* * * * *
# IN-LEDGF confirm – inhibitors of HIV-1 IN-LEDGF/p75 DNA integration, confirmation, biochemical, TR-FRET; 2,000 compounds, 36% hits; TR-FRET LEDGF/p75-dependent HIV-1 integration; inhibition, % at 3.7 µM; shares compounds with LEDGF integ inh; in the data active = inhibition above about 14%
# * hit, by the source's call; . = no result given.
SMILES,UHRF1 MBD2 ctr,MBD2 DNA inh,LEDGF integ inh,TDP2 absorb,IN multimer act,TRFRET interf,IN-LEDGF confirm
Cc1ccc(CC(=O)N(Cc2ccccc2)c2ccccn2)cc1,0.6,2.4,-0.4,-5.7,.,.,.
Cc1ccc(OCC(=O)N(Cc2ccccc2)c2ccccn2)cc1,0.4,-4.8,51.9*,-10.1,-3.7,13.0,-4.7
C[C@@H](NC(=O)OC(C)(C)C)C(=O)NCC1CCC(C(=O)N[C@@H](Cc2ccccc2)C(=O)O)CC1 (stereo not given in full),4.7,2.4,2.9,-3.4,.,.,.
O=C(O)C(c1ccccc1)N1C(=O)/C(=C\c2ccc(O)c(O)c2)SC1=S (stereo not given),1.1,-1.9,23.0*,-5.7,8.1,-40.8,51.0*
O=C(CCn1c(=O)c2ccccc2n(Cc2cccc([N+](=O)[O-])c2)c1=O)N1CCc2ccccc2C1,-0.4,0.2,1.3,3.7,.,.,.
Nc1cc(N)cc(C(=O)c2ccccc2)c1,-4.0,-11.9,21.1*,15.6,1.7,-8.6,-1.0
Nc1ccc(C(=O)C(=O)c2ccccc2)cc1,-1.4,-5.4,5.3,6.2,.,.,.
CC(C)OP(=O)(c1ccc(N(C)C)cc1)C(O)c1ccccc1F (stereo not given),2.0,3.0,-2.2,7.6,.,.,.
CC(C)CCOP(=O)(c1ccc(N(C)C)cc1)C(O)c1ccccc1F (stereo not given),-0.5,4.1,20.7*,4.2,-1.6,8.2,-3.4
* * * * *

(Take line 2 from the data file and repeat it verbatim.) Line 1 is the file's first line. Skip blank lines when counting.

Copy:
# * hit, by the source's call; . = no result given.